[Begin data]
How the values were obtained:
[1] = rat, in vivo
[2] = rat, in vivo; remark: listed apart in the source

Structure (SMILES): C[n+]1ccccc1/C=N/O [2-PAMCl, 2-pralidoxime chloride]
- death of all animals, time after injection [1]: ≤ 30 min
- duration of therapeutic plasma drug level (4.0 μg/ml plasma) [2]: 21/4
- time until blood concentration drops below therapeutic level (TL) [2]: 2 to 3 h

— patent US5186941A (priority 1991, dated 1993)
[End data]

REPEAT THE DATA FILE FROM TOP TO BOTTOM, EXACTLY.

How the values were obtained:
[1] = rat, in vivo
[2] = rat, in vivo; remark: listed apart in the source

Structure (SMILES): C[n+]1ccccc1/C=N/O [2-PAMCl, 2-pralidoxime chloride]
- death of all animals, time after injection [1]: ≤ 30 min
- duration of therapeutic plasma drug level (4.0 μg/ml plasma) [2]: 21/4
- time until blood concentration drops below therapeutic level (TL) [2]: 2 to 3 h

— patent US5186941A (priority 1991, dated 1993)